It seems that pet food purveyors have sensed this shift in our own reasoning and so have begun to apply it to how we view pet products. If you take a close look you’ll probably notice “grain free” being lauded on most canned food labels. However, according to Dr. Donna, our obsession with grain-free foods does not translate to our pet’s nutritional needs at all. In fact, Dr. Donna argued that when properly cooked grains are easily digestible by our pets (particularly dogs who possess essential enzymes to break down complex carbs) and can be beneficial. In her estimation when this kind of “human thinking” is applied to pet food it is only to boost sales and monopolize on our fears.
A recent article published in Pet Product News echoed this sentiment; “The pet food space is cluttered and overwhelming for the consumer, and in many cases, the differences between the various options can seem confusing. Retailers need tools to cut through the buzzwords like ‘natural,’ ‘organic’ and ‘clean’ to help consumers really find the credible and simple information they’re looking for.” So it is important to recognize when selecting a brand of pet food your choices are motivated by commerce and a company’s ultimate objective is to sell you a product. It is up to you, as the consumer, to question the gimmicks, the branding and read past the catch phrases.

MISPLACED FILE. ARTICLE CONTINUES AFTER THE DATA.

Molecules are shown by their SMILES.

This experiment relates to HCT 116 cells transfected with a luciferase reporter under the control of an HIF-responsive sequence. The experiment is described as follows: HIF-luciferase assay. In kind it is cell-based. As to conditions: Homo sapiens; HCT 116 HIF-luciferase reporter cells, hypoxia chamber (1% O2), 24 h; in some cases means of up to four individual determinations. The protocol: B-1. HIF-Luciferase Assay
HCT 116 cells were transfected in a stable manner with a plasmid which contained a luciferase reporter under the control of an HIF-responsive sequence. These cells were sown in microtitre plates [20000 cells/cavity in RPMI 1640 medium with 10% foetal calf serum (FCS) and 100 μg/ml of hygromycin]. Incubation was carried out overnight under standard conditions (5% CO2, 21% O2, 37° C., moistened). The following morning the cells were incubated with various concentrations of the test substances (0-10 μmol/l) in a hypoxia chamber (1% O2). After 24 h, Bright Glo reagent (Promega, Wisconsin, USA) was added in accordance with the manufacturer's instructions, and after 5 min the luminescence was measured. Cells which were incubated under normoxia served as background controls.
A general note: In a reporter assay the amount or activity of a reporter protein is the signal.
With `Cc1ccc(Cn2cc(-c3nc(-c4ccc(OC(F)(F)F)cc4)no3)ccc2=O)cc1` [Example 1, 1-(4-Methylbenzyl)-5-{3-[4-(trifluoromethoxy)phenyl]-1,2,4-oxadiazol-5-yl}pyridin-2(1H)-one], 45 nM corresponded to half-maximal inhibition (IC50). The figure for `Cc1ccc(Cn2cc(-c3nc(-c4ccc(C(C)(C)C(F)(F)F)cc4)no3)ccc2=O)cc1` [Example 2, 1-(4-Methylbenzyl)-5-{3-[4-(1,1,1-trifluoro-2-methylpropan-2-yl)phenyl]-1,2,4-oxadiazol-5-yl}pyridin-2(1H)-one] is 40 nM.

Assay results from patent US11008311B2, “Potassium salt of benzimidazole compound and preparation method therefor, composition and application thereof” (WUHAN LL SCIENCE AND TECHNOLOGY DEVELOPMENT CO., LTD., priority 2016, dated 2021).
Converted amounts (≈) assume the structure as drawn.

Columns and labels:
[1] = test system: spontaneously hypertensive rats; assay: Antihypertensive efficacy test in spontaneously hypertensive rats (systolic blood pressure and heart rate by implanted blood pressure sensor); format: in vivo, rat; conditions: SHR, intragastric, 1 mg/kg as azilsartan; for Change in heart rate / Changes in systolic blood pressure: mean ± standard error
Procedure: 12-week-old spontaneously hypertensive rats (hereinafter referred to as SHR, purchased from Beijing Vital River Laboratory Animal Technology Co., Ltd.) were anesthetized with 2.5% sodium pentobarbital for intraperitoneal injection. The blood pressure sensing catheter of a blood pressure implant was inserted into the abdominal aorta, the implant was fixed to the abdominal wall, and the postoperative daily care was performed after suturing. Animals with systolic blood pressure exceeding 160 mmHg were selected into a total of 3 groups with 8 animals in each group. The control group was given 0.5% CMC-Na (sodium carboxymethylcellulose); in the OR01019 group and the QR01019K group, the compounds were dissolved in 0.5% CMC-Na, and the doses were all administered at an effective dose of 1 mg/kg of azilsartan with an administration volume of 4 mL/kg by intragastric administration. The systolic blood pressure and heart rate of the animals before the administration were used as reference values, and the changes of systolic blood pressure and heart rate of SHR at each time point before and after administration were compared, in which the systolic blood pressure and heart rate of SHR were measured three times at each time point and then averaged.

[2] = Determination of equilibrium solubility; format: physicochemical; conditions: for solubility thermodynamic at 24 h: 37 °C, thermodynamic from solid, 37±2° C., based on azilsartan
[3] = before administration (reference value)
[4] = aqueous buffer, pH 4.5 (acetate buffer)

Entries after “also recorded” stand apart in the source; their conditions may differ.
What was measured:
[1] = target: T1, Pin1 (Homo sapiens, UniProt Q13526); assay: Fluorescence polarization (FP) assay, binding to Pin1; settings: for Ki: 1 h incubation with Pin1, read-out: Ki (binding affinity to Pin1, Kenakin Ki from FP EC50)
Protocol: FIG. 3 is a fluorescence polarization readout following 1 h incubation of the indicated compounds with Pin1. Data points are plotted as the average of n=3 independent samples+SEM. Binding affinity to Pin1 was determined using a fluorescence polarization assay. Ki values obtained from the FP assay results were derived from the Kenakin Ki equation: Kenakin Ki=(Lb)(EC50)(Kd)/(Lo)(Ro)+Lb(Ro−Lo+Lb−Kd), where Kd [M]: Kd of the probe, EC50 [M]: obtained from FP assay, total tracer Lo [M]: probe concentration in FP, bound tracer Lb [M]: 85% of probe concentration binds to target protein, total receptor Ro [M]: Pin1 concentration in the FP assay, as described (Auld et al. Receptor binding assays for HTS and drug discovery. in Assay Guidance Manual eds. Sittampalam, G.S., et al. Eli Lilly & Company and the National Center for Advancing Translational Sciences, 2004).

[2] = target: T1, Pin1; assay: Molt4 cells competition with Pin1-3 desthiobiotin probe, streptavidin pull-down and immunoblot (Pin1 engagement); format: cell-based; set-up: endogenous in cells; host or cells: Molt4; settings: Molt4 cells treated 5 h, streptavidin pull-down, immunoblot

So What Does The Label Tell Us?
Deciphering ingredients in human foods is difficult, but figuring out what goes into our pet’s food is nearly impossible for the “layman”. One of the most shocking facts we learned from Dr. Donna is that the ingredients on pet food labels are listed in order of weight (not nutritional factors). For example, you typically see meat products at the top of every list. So it would seem logical to assume that a label beginning with “turkey, chicken, beef” contains a food packed with awesome, natural proteins. But Dr. Donna was quick to point out that the only reason these elements are listed first is that they are heavier and weighted with water. In turn, ingredients like lentils and beans (which are actually more valuable!) fall by the sideline and are often ignored. In the same way that we are made to believe that “grain free’ is the best for our pets, we are also being conditioned to pick up on erroneous cues from the ingredient list.
What Does The Label NOT Tell Us?
It turns out that pet food labels don’t even list every ingredient! So you can never be 100% sure what’s in your pet’s food. This is where Dr. Donna stressed the importance of asking questions about where the food was produced. While we might not know all that goes into the product we can still select foods that have been processed correctly. Dr. Donna asserted that some companies use high-quality human-grade ingredients, while some use low-cost fillers and some companies apply “better” manufacturing processes (using less heat so not to remove vital nutrients) than others. So in Dr. Donna’s estimation, the best tactic for selecting your pet’s food is to research each company’s practices and gauge accordingly.